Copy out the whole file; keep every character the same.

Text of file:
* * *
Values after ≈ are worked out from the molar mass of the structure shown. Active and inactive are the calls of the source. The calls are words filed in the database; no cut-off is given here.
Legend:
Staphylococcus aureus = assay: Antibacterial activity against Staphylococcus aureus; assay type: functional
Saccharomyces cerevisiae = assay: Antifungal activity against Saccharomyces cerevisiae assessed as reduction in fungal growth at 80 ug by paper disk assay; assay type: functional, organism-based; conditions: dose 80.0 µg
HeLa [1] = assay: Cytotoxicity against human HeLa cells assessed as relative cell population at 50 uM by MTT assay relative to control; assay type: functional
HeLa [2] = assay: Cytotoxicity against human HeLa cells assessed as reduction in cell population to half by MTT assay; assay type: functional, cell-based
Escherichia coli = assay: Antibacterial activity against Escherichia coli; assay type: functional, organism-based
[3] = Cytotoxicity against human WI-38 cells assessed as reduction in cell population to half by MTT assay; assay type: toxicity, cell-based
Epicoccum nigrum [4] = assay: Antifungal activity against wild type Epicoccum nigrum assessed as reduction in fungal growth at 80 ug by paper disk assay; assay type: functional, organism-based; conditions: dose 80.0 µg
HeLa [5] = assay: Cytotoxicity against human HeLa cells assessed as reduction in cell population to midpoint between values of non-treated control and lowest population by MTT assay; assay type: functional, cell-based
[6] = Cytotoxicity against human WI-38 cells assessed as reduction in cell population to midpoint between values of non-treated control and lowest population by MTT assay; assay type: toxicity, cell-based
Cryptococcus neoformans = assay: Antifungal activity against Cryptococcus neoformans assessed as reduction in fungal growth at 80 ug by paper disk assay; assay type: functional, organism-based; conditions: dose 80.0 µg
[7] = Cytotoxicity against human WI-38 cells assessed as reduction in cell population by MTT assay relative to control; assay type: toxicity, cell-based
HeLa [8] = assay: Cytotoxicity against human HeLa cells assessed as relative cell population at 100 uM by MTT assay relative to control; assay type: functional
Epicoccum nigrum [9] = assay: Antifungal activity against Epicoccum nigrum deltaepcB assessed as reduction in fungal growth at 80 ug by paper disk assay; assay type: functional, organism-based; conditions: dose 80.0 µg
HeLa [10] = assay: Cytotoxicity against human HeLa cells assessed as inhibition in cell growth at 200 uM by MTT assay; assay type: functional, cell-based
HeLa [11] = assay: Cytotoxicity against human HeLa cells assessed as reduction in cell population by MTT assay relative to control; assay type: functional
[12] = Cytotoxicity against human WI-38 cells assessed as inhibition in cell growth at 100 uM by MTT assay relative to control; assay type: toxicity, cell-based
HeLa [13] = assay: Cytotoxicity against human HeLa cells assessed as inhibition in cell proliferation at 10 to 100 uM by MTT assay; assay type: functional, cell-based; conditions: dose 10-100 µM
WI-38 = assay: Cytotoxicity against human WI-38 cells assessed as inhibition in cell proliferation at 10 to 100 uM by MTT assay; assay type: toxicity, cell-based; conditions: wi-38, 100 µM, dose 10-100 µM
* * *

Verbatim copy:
Values after ≈ are worked out from the molar mass of the structure shown. Active and inactive are the calls of the source. The calls are words filed in the database; no cut-off is given here.
Legend:
Staphylococcus aureus = assay: Antibacterial activity against Staphylococcus aureus; assay type: functional
Saccharomyces cerevisiae = assay: Antifungal activity against Saccharomyces cerevisiae assessed as reduction in fungal growth at 80 ug by paper disk assay; assay type: functional, organism-based; conditions: dose 80.0 µg
HeLa [1] = assay: Cytotoxicity against human HeLa cells assessed as relative cell population at 50 uM by MTT assay relative to control; assay type: functional
HeLa [2] = assay: Cytotoxicity against human HeLa cells assessed as reduction in cell population to half by MTT assay; assay type: functional, cell-based
Escherichia coli = assay: Antibacterial activity against Escherichia coli; assay type: functional, organism-based
[3] = Cytotoxicity against human WI-38 cells assessed as reduction in cell population to half by MTT assay; assay type: toxicity, cell-based
Epicoccum nigrum [4] = assay: Antifungal activity against wild type Epicoccum nigrum assessed as reduction in fungal growth at 80 ug by paper disk assay; assay type: functional, organism-based; conditions: dose 80.0 µg
HeLa [5] = assay: Cytotoxicity against human HeLa cells assessed as reduction in cell population to midpoint between values of non-treated control and lowest population by MTT assay; assay type: functional, cell-based
[6] = Cytotoxicity against human WI-38 cells assessed as reduction in cell population to midpoint between values of non-treated control and lowest population by MTT assay; assay type: toxicity, cell-based
Cryptococcus neoformans = assay: Antifungal activity against Cryptococcus neoformans assessed as reduction in fungal growth at 80 ug by paper disk assay; assay type: functional, organism-based; conditions: dose 80.0 µg
[7] = Cytotoxicity against human WI-38 cells assessed as reduction in cell population by MTT assay relative to control; assay type: toxicity, cell-based
HeLa [8] = assay: Cytotoxicity against human HeLa cells assessed as relative cell population at 100 uM by MTT assay relative to control; assay type: functional
Epicoccum nigrum [9] = assay: Antifungal activity against Epicoccum nigrum deltaepcB assessed as reduction in fungal growth at 80 ug by paper disk assay; assay type: functional, organism-based; conditions: dose 80.0 µg
HeLa [10] = assay: Cytotoxicity against human HeLa cells assessed as inhibition in cell growth at 200 uM by MTT assay; assay type: functional, cell-based
HeLa [11] = assay: Cytotoxicity against human HeLa cells assessed as reduction in cell population by MTT assay relative to control; assay type: functional
[12] = Cytotoxicity against human WI-38 cells assessed as inhibition in cell growth at 100 uM by MTT assay relative to control; assay type: toxicity, cell-based
HeLa [13] = assay: Cytotoxicity against human HeLa cells assessed as inhibition in cell proliferation at 10 to 100 uM by MTT assay; assay type: functional, cell-based; conditions: dose 10-100 µM
WI-38 = assay: Cytotoxicity against human WI-38 cells assessed as inhibition in cell proliferation at 10 to 100 uM by MTT assay; assay type: toxicity, cell-based; conditions: wi-38, 100 µM, dose 10-100 µM